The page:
UCL Faculty of Laws


Leverhulme Grant to make Bentham’s unknown economic writings available for the first time

9 December 2014

The Bentham Project has been awarded a Leverhulme Research Project Grant by the Leverhulme Trust of almost £300,000 for the ‘The Authoritative Edition of Jeremy Bentham’s Economic Writings’

Jeremy Bentham

The grant will enable the Bentham Project to make available, for the first time, some of the most important unpublished writings in the history of economic thought, and allow the team to complete a long-term project intended to supersede the Stark edition of the Bentham’s economic writings, long considered as seriously deficient.

Over 60 months, the Bentham Project will prepare three volumes of Bentham’s writings on political economy for the new authoritative edition of The Collected Works of Jeremy Bentham, which will include his virtually unknown writings on preventive police, as well as his work on the Annuity Note Scheme and national bankruptcy, and his writings on money, trade and price-regulation.

These volumes will for the first time make the full breadth and depth of Bentham’s engagement with economic thought available, and represent the second phase of the Bentham Project’s work on his economic writings. The first phase was funded by the ESRC, with two volumes due to be published in 2015 and 2016 respectively.

Commenting on the announcement, Director and General Editor of the Bentham Project, Professor Philip Schofield said: “This grant is very important for the Bentham Project to reinstate Bentham as a key figure in political economy. I don’t think scholars have appreciated his position because of a lack of access to the relevant texts.”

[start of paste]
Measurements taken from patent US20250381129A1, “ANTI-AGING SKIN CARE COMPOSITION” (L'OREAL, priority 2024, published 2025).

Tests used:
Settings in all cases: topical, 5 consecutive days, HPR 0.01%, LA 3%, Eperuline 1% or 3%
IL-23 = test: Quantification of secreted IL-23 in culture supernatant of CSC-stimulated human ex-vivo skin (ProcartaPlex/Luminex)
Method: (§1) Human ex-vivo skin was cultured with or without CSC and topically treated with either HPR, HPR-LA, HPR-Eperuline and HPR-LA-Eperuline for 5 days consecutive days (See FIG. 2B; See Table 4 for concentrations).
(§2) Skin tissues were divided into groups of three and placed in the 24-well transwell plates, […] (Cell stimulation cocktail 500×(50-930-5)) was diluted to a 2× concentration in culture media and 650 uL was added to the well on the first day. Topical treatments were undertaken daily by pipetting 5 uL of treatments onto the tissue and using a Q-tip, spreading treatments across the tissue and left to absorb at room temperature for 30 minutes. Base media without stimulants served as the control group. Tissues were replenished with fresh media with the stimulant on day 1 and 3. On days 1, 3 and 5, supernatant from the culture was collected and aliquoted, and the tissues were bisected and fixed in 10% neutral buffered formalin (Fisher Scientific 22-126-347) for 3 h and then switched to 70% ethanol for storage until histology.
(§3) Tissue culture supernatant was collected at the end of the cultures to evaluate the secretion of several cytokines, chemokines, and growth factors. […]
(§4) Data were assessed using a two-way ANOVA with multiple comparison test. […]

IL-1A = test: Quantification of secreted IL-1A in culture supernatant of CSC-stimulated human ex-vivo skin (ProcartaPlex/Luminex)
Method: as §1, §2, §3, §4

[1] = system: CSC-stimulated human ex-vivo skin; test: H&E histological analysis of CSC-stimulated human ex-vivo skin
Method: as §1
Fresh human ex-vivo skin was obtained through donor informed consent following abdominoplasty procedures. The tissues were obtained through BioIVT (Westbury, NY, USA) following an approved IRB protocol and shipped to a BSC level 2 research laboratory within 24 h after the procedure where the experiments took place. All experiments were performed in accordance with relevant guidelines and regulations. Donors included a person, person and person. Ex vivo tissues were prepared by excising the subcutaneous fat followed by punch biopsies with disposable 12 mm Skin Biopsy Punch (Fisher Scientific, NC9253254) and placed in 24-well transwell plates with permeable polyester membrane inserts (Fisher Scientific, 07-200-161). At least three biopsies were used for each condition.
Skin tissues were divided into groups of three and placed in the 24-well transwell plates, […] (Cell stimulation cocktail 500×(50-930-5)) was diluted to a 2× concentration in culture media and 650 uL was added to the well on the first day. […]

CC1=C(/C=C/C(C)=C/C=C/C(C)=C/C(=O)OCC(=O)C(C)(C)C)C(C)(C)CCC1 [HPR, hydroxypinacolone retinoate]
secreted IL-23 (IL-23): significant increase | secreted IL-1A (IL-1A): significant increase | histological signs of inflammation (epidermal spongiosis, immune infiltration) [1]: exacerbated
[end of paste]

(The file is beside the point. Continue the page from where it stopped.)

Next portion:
The new volumes are likely to open up new fields for research, including the connection between Bentham’s political economy and his utilitarianism, and the potential relevance of his writings on monetary economics, inflation and national debt, both of which have contemporary significance in relation to the importance of happiness in assessing community welfare and the sovereign debt crisis.

This is the second Leverhulme Research Grant to be awarded to the Bentham Project in recent years. The Leverhulme Trust supported the editing of Bentham’s writings on sexual morality, resulting in the publication by Oxford University Press of Of Sexual Irregularities, and other writings on Sexual Morality, and the online edition of Not Paul, but Jesus: Volume III.